// relationship > discipline.
on the heels of connection comes this one. in the heat of the moment, sometimes i lose sight of the fact that our relationship needs to come first because i'm hellbent on addressing his behavior. realizing that not every situation has to be a teaching moment or that sometimes letting it go and talking about it later (if at all) helps us stay on the same team and when we're on the same team we're working together, not against each other.

// prevent, plan, anticipate.
there are certain things – and the list isn't static – that are triggers for bonz to get off track. recently, a big one was me putting his clothes out and asking him to get himself dressed while i'm at my sink getting ready. it was working just fine or a while. but then it slowly became a ridiculous circus of unnecessary reminders, resistance, frustration, irritation. rad way to start the day! it took me a short while but i snapped out of it and just eliminated the whole scenario. one morning before any shenanigans shortened my fuse, i asked him if he'd like me to help him get dressed before i did my thing. he lovingly said, "sure" and that's how we do it these days. i take three minutes and just help him with the process – that he's more than able to do by himself, by the way – so we can get it done without incident. i so totally don't mind it at all because it's planned for and i'm not helping him out of irritation or exasperation. it's easy as pie and actually sweet little moments that i enjoy. then i get ready in peace without having to dish out reminders and feel frustrated. some days he'll just get dressed himself and those days are great, too. but noticing problem areas and preventing them? gold.

// ask for a do-over.
and this one goes both ways. bonz will be sailing along then suddenly, out of nowhere, he'll do or say something super off-track. whoa, buddy – want to try that again? or sometimes i'll just bomb with what i do or say and i'll announce that i'm going to start over and try again. it's a good way turn things around with a sense of humor and often saves us both from going totally off the rails.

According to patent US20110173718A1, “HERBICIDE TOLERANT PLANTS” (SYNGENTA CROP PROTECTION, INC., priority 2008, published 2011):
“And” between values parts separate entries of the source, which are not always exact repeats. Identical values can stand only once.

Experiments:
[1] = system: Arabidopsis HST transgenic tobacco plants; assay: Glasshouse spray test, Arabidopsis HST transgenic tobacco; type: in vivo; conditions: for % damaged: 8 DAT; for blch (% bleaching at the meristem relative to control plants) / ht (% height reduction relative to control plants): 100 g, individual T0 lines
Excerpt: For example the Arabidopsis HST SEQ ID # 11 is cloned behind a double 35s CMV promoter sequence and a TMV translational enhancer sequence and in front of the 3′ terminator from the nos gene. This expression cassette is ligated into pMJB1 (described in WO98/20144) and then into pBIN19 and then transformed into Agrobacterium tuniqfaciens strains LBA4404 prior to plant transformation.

// be calm, confident, unruffled, in charge.
easy enough, right? ha. if it were, would i need to write it down and tape it to the wall? if i'm not calm, bonzo won't trust that i can handle it. if i'm not confident, bonzo won't feel secure. if i'm not unruffled, bonzo will feel like he wields and uncomfortable amount of power. and if i'm not in charge, bonzo will wonder who is. it's really as simple as that. there are moments and even full days when i'm on it – calm,  confident, unruffled, in charge – and there are moments and days when i'm not. i like to think that the times when i'm on outweigh the times when i'm off but either way, the difference between the two is staggering. it's enough to make me wonder why i'm not always just on my game.

so yeah. i got out of my own way, went back to the basics and things have been looking up with bonz since. it's slow but it's steady, i'd say. some moments are harder than others but the amazing moments eclipse those any second of the day. he's rounding third base and headed straight for his fifth birthday in july – there's just much going on with him that i can literally see him processing the world as he takes it in. it's no wonder that he gets off track from time to time. being a kid ain't easy. and, as it turns out, being a mama isn't either.